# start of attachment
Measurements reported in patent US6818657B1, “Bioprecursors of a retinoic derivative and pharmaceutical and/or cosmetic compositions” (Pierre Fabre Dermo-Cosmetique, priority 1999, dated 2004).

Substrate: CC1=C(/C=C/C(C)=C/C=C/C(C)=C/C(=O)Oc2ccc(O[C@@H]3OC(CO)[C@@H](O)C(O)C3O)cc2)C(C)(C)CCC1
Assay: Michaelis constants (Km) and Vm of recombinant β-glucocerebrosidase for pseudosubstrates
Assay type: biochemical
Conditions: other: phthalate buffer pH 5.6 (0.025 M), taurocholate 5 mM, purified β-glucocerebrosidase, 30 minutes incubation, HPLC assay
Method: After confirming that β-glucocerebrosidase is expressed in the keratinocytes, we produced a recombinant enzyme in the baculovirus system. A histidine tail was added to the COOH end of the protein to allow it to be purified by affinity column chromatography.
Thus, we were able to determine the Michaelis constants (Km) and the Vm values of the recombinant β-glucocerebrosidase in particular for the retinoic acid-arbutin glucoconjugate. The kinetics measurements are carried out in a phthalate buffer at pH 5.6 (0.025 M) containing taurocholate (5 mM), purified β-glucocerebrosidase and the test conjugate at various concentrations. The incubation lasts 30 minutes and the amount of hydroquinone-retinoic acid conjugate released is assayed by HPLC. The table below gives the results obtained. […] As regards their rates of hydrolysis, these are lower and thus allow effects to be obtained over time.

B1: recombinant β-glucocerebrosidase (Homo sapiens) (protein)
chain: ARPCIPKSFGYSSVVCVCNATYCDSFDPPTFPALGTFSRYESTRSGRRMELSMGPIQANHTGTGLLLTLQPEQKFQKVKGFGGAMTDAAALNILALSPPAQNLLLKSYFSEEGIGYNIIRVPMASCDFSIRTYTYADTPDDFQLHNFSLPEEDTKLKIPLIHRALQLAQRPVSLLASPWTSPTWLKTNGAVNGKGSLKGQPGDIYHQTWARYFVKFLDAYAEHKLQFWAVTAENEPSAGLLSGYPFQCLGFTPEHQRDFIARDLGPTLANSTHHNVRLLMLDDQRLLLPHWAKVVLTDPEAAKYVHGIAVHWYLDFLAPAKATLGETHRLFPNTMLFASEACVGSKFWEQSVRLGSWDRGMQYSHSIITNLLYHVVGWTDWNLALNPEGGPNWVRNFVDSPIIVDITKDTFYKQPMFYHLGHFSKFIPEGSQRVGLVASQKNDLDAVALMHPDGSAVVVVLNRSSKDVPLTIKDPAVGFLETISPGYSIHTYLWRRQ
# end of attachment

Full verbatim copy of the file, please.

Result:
Measurements reported in patent US6818657B1, “Bioprecursors of a retinoic derivative and pharmaceutical and/or cosmetic compositions” (Pierre Fabre Dermo-Cosmetique, priority 1999, dated 2004).

Substrate: CC1=C(/C=C/C(C)=C/C=C/C(C)=C/C(=O)Oc2ccc(O[C@@H]3OC(CO)[C@@H](O)C(O)C3O)cc2)C(C)(C)CCC1
Assay: Michaelis constants (Km) and Vm of recombinant β-glucocerebrosidase for pseudosubstrates
Assay type: biochemical
Conditions: other: phthalate buffer pH 5.6 (0.025 M), taurocholate 5 mM, purified β-glucocerebrosidase, 30 minutes incubation, HPLC assay
Method: After confirming that β-glucocerebrosidase is expressed in the keratinocytes, we produced a recombinant enzyme in the baculovirus system. A histidine tail was added to the COOH end of the protein to allow it to be purified by affinity column chromatography.
Thus, we were able to determine the Michaelis constants (Km) and the Vm values of the recombinant β-glucocerebrosidase in particular for the retinoic acid-arbutin glucoconjugate. The kinetics measurements are carried out in a phthalate buffer at pH 5.6 (0.025 M) containing taurocholate (5 mM), purified β-glucocerebrosidase and the test conjugate at various concentrations. The incubation lasts 30 minutes and the amount of hydroquinone-retinoic acid conjugate released is assayed by HPLC. The table below gives the results obtained. […] As regards their rates of hydrolysis, these are lower and thus allow effects to be obtained over time.

B1: recombinant β-glucocerebrosidase (Homo sapiens) (protein)
chain: ARPCIPKSFGYSSVVCVCNATYCDSFDPPTFPALGTFSRYESTRSGRRMELSMGPIQANHTGTGLLLTLQPEQKFQKVKGFGGAMTDAAALNILALSPPAQNLLLKSYFSEEGIGYNIIRVPMASCDFSIRTYTYADTPDDFQLHNFSLPEEDTKLKIPLIHRALQLAQRPVSLLASPWTSPTWLKTNGAVNGKGSLKGQPGDIYHQTWARYFVKFLDAYAEHKLQFWAVTAENEPSAGLLSGYPFQCLGFTPEHQRDFIARDLGPTLANSTHHNVRLLMLDDQRLLLPHWAKVVLTDPEAAKYVHGIAVHWYLDFLAPAKATLGETHRLFPNTMLFASEACVGSKFWEQSVRLGSWDRGMQYSHSIITNLLYHVVGWTDWNLALNPEGGPNWVRNFVDSPIIVDITKDTFYKQPMFYHLGHFSKFIPEGSQRVGLVASQKNDLDAVALMHPDGSAVVVVLNRSSKDVPLTIKDPAVGFLETISPGYSIHTYLWRRQ